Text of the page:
puncture_ill_sm.jpg
     
  7. scaesare

    scaesare Active Member

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    I recently had a punctured tire. I used one of the "string plugs" that came with my Slime tire repair kit. It wouldn't hold air long term, even though i had removed the tire from the car, thouroughly cleaned the area and puncture itself and was careful withthe plug insertion and trimming.

    I called the Tesla service center asking if they could perform the repair or offer a referral. They don't do tire repair, and although they would have liked to, simply didn't have experience with any local tire places.

    I took it to my mechanic, and he had some "uber plugs" that they used and it's been holding for a couple of weeks now with no pressure loss... he didn't have to remove the tire from the rim, which I had specifically asked about because I have Alloy Gators...
     
  8. Gizmotoy

    Gizmotoy Active Member

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    #8 Gizmotoy, Apr 24, 2014
    Last edited: Apr 24, 2014
    If a tire shop suggests a repair that doesn't include an interior patch, you should visit another shop. An exterior repair done without checking for internal damage is not safe, and there can be no guarantee the innerliner won't fail (blowout) or leak slowly. A safe and proper repair must consist of both an interior patch and an exterior plug. Given the weight and load rating of the Model S, repairing the tire with anything other than a vulcanizing mushroom patch/plug is risky, IMO. The TireRack link Nigel posts above helps illustrate why that's the case.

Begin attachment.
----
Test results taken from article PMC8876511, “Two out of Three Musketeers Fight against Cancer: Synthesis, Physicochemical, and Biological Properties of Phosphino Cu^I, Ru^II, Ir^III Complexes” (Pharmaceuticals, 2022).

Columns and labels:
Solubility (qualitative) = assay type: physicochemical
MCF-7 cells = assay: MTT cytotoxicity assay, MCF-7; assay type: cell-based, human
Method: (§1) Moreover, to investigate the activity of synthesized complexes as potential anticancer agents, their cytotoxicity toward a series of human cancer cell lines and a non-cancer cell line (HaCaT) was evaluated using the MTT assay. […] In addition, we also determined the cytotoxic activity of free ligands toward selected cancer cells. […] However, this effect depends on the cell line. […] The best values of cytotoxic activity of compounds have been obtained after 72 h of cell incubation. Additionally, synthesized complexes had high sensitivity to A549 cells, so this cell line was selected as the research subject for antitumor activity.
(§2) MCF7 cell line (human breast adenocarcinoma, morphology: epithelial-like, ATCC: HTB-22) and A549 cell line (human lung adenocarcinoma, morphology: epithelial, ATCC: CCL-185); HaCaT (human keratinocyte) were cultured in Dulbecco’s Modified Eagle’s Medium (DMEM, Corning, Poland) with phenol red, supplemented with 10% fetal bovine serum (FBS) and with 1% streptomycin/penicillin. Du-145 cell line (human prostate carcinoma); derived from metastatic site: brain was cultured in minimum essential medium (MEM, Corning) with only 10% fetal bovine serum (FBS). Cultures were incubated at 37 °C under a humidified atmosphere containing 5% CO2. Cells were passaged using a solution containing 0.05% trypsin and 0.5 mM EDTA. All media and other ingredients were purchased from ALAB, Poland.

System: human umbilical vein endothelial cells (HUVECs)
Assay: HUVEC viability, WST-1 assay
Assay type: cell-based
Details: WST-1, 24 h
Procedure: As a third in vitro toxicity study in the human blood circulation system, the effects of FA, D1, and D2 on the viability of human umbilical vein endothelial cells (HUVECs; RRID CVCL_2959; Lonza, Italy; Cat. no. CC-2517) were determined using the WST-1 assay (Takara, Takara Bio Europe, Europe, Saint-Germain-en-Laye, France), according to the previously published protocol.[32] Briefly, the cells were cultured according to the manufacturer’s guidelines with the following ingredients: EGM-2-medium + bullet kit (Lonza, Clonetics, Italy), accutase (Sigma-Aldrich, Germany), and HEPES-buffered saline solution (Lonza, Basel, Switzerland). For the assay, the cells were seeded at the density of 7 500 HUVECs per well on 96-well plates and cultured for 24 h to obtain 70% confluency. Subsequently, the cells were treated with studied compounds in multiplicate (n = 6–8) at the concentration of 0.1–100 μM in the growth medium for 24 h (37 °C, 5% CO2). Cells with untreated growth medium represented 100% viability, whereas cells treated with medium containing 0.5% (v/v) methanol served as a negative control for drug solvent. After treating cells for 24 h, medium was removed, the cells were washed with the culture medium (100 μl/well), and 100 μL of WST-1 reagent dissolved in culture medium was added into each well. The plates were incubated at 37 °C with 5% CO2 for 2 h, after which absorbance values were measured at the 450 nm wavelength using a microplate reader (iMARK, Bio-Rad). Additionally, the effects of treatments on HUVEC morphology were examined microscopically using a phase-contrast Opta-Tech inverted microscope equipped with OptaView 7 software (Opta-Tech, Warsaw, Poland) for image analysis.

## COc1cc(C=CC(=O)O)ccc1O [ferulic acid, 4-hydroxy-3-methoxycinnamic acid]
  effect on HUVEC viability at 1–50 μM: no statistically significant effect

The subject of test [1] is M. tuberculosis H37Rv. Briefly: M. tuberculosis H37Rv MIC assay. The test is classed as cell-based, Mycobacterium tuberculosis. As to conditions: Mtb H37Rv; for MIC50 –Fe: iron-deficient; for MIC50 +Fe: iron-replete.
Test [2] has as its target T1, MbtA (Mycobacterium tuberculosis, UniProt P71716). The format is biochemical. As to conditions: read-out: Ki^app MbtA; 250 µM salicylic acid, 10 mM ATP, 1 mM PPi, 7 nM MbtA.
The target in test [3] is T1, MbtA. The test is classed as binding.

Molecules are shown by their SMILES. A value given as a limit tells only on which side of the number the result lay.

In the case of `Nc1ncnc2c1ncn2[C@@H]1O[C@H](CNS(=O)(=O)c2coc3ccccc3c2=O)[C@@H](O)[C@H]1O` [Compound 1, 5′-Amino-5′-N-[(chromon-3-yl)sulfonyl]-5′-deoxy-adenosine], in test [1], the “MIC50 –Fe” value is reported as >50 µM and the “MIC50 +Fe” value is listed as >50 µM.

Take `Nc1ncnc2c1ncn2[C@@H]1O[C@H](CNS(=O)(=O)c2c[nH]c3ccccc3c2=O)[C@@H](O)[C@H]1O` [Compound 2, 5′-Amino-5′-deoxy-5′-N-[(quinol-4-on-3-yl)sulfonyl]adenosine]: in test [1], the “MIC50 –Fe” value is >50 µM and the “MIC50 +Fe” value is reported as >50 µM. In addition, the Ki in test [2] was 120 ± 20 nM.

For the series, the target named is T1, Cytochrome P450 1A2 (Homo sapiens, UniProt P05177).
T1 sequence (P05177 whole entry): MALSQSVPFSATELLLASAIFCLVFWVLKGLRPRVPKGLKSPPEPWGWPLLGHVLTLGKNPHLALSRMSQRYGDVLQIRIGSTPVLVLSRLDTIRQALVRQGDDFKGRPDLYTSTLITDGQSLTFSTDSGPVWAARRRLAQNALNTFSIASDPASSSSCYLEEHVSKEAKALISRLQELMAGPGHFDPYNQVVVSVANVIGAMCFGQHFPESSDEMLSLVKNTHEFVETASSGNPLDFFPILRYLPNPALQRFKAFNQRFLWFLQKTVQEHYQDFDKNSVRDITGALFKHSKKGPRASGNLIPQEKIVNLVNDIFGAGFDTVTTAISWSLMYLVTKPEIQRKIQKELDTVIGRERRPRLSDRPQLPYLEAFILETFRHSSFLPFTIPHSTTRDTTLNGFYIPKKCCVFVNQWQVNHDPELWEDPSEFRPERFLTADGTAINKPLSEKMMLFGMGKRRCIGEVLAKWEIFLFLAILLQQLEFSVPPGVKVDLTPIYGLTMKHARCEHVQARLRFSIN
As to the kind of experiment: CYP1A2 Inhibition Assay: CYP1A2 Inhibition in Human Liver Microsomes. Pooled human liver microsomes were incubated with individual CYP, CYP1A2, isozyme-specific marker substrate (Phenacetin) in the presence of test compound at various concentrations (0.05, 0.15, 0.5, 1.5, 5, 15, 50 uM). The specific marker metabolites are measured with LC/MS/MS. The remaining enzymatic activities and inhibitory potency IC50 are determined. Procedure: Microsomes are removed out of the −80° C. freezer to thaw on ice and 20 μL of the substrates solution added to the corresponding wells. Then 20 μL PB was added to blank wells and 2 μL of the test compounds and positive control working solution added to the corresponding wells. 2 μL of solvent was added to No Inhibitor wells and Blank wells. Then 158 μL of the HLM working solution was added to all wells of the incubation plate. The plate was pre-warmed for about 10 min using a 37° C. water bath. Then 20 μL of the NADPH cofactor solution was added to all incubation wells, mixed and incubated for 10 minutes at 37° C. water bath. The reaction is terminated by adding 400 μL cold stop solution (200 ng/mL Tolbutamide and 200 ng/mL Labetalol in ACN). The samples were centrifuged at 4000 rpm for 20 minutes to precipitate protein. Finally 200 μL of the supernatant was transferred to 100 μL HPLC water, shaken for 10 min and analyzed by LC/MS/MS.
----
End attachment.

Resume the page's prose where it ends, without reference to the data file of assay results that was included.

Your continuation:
Also note that a repair on any tire violates the manufacturer's speed rating, which is to say the manufacturer will not guarantee the tire can reach its maximum rated speed. If repaired properly, it will most certainly be safe for typical road use. Just don't take it on the track or otherwise attempt to find the Model S' top speed.
     
  9. cwave1

    cwave1 Member

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    I had it patched at a good tire place and it seems OK.

    Thanks for the advice.
     
  10. meteoritehunter

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    Nail in my tire! What to do.

    Car only 2 weeks old and nail in center of back tire tread.
    Scared to go have it repaired. Afraid to let anyone touch my new baby.
     
  11. mknox

    mknox Well-Known Member

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    Get it fixed while you can. I wouldn't want to be running around with a nail and no spare.

    I do hear you about letting someone touch the car. When I took mine in to a tire dealer to have winters installed, I left printed instructions on how to lift the car (raise suspension, tow mode, proper lifting points etc.), went over it with the service tech and watched like a hawk as they worked on the car!
     
  12. 100thMonkey

    100thMonkey Member